Alcohol use disorder (AUD) is a pervasive and devastating mental illness with high comorbidity rates with other mental disorders. Understanding the genetic architecture of this comorbidity could be improved by focusing on intermediate traits that show positive genetic correlation with the disorders. Thus, we aimed to characterize the shared vs. unique polygenicity of AUD, alcohol consumption (AC) and mood instability (MOOD) –beyond genetic correlation, and boost discovery for jointly-associated loci. Summary statistics for MOOD (a binary measure of the tendency to report frequent mood swings), AC (number of standard drinks over a typical consumption week) and AUD GWASs (Ns > 200,000) were analyzed to characterize the cross-phenotype associations between MOOD and AC, MOOD and AUD and AC and AUD. To do so, we used a newly established pipeline that combines (i) the bivariate causal mixture model (MiXeR) to quantify polygenic overlap and (ii) the conjunctional false discovery rate (conjFDR) to discover specific jointly associated genomic loci, which were mapped to genes and biological functions. MOOD was highly polygenic (10.4k single nucleotide polymorphisms, SNPs, SD = 2k) compared to AC (4.9k SNPs, SD = 0.6k) and AUD (4.3k SNPs, SD = 2k). The polygenic overlap of MOOD and AC was twice that of MOOD and AUD (98% vs. 49%), with opposite genetic correlation (−0.2 vs. 0.23), as confirmed in independent samples. MOOD&AUD associated SNPs were significantly enriched for brain genes, conversely to MOOD&AC. Among 38 jointly associated loci, fifteen were novel for MOOD, AC and AUD. MOOD, AC and AUD were also strongly associated at the phenotypic level. Overall, using multilevel polygenic quantification, joint loci discovery and functional annotation methods, we evidenced that the polygenic overlap between MOOD and AC/AUD implicated partly shared biological underpinnings, yet, clearly distinct functional patterns between MOOD&AC and MOOD&AUD, suggesting new mechanisms for the comorbidity of AUD with mood disorders.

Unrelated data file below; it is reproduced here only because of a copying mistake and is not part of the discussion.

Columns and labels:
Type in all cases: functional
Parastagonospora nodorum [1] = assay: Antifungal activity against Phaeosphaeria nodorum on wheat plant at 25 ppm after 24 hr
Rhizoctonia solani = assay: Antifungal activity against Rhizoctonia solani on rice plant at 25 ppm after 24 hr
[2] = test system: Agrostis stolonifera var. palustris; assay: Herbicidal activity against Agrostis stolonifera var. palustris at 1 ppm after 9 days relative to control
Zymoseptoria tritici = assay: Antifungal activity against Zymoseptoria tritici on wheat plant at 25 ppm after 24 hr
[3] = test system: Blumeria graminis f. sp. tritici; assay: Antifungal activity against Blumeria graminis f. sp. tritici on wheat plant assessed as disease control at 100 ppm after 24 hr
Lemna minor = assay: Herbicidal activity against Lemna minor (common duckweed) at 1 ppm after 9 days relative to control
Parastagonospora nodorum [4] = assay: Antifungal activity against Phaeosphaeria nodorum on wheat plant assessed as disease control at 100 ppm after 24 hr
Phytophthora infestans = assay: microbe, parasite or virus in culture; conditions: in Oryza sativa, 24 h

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The authors would like to thank all the support personnel from the Norwegian center of excellence for mental disorders (NORMENT) and all the researchers that provided valuable input for the current study. The authors would also like the INTPART program for supporting a post-doc exchange for RI.
We were funded by the Research Council of Norway (276082, 213837, 223273, 204966/F20, 229129, 249795/F20, 225989, 248778, 249795), the South-Eastern Norway Regional Health Authority (2013-123, 2014-097, 2015-073, 2016-064, 2017-004), Stiftelsen Kristian Gerhard Jebsen (SKGJ-Med-008), The European Research Council (ERC) under the European Union’s Horizon 2020 research and innovation programme (ERC Starting Grant, Grant Agreement No. 802998) and National Institutes of Health (R01MH100351, R01GM104400, NIDA/NCI: U24DA041123). This work was partly performed on the TSD (Tjeneste for Sensitive Data) facilities, owned by the University of Oslo, operated and developed by the TSD service group at the University of Oslo, IT-Department (USIT) (email@example.com). Computations were also performed on resources provided by UNINETT Sigma2—the National Infrastructure for High Performance Computing and Data Storage in Norway. This work used the Extreme Science and Engineering Discovery Environment (XSEDE) including COMET and OASYS resources at the UCSD through allocation TG-IBN200001. The funding source had no role in the conception, the recruitment or the statistical analyses included in the current study. OAA has received speaker’s honorarium from Lundbeck and is a consultant for Healthlytix.
AMD is a founder of and holds equity interest in CorTechs Labs and serves on its scientific advisory board. He is also a member of the Scientific Advisory Board of Healthlytix and receives research funding from General Electric Healthcare (GEHC). The terms of these arrangements have been reviewed and approved by the University of California, San Diego in accordance with its conflict-of-interest policies. The remaining authors declare no competing interests.
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Icick, R., Shadrin, A., Holen, B. et al. Genetic overlap between mood instability and alcohol-related phenotypes suggests shared biological underpinnings. Neuropsychopharmacol. 47, 1883–1891 (2022). https://doi.org/10.1038/s41386-022-01401-6